Shuck and Jive

Tuesday, March 11, 2008

What Progressive Christians Believe

Reese sez:
Check out this book recommended by the Witherspoon Society!

It is Delwin Brown's What Does a Progressive Christian Believe? A Guide for the Searching, the Open, and the Curious.

I was a little put off by the title. We progressives are generally an unwieldy bunch and don't like to be told what we believe even by fellow progressives! Yet I found this book quite helpful.
We often think that being progressive means not being fundamentalist. Brown agrees, but suggests we ought to do a bit more than simply say that. The eight chapters cover some basic themes in Christian thought:
  1. What Progressive Christianity Is Not
  2. Bible: Negotiating the Heritage
  3. Christ: Overturning the Categories
  4. God: Exploring the Depth
  5. Humanity: Continuing the Creation
  6. Sin: Falling and Hiding
  7. Salvation: Seeking and Finding
  8. Church: Serving and Being Served
  9. Epilogue: Rightly Mixing Religion with Politics
This small book, only 122 pages, gives a thoughtful response to each of these categories. The author is Delwin Brown, dean emeritus of Pacific School of Religion and formerly the Harvey H. Potthoff Professor of Christian Theology at Iliff School of Theology.

He helpfully summarized each chapter with some points for reflection, making it a fine book for a study group. He carefully talks about the traditions of the church, and what we can learn and keep from all of them.

In his third chapter, Christ: "Overturning the Categories", he surprised me, pleasantly. Progressive Christianity has a tendency to cringe at creeds. Brown provides a helpful guide through ecumenical councils at Nicea, Ephesus, and Chalcedon, and offers some thoughts on the meaning that these council formulations regarding Jesus the Christ may have for us today.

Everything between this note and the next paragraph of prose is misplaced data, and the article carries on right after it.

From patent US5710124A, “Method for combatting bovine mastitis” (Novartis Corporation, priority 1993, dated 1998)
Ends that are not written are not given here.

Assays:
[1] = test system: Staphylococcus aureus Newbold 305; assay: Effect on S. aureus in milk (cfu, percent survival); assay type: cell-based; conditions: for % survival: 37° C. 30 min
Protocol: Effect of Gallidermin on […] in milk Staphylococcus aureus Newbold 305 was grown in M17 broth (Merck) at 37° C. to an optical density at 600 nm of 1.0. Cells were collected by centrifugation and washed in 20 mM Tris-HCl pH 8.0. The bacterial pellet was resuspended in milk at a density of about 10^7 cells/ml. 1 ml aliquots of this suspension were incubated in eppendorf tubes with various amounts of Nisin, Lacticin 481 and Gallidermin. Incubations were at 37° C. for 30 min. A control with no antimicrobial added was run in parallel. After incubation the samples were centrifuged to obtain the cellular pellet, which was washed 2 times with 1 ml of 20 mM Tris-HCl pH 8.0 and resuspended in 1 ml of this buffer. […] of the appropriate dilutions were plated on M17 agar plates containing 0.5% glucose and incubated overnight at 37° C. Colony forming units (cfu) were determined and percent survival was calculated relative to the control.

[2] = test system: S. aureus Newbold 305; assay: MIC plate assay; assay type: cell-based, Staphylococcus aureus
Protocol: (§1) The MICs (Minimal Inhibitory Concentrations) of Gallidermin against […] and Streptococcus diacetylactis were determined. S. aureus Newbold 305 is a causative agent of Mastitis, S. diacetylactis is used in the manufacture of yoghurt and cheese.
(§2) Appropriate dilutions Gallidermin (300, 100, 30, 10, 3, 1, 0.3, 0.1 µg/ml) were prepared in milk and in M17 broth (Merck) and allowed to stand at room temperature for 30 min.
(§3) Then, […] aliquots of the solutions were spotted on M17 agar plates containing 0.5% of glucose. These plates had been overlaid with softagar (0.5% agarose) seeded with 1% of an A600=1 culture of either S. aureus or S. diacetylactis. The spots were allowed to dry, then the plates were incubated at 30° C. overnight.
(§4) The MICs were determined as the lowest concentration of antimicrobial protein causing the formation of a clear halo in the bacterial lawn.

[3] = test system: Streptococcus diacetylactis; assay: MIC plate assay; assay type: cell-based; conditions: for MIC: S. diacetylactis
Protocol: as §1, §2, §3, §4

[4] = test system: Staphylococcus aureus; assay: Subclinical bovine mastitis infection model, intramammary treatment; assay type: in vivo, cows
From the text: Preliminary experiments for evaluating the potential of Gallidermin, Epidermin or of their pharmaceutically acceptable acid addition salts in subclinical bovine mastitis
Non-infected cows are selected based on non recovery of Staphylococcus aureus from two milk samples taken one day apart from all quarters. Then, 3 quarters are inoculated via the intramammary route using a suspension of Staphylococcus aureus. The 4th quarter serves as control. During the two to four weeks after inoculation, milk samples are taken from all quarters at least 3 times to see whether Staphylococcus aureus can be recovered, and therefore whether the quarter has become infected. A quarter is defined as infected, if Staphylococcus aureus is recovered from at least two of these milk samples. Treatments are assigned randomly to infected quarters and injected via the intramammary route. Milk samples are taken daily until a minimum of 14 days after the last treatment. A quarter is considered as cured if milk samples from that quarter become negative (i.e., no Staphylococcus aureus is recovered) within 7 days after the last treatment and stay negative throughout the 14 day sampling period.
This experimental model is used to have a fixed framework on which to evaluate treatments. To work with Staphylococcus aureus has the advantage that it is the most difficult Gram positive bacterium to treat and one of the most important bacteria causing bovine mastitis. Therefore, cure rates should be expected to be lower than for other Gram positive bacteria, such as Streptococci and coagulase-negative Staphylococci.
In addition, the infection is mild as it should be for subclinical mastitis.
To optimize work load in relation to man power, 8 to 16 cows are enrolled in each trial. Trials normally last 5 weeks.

This is a good book for the open and searching. And a good book for our more conservative friends who wonder what makes us progressives tick.


  1. To be honest, I don't know that it's possible to really define what progressive's believe. I've talked with people who call themselves progressive Christians who basically affirm the reality of the incarnation, and the work of the cross of Christ.

    They are generally more liberal, though, in beliefs relating to the nature of Scripture, or in general views relating to the miraculous. Usually they are politically progressive.

    On the other hand, there are folks within the church calling themselves progressives, who have actually left the Christian faith, and are more unitarian like in their thinking. Some cannot affirm the existence of a personal, loving God who is able to intervene in our lives at all.

    It's all a very mixed bag I think, and very confusing. Probably it's best to stay away from these labels, and just get to know, and to talk with people on an individual basis.

  2. I'm one of those "Unitarian Christians" that belongs to the UCC. :)

    I live in the Bay Area and just love spending time on the PSR campus. It is one of the most beautiful spaces in California. The whole area is called "Holy Hill" because its a group of seminaries on a hill that borders the UC Berkeley campus. I highly recommend going to see it if you're in town. It's becoming our "mecca" for progressive Christianity. ;)

  3. Hey David, welcome! Glad you stopped by to comment! I will have to check out PSR sometime.

  4. John, thank you for setting aside your discomfort with the title long enough to read my book. Thanks even more for the review (forwarded to me by a friend). As you quickly gathered from the Preface, by "a" progressive Christian I meant "this one, the author," but that was not clear from the title alone, I know.

    You and your readers might be interested in the discussion of the book forthcoming shortly in the March/April issue of The Progressive Christian.

    Thank you, too, for your progressive Christian leadership where it counts. You and your colleagues in parishes are the ones making the difference. I hope some of the rest of us help out a little, even those of us from places like Berkeley!

    By the way, are you acquainted with SPAFER (see my Preface), centered in Birmingham but drawing from all over the South?

    With much appreciation,

    Del Brown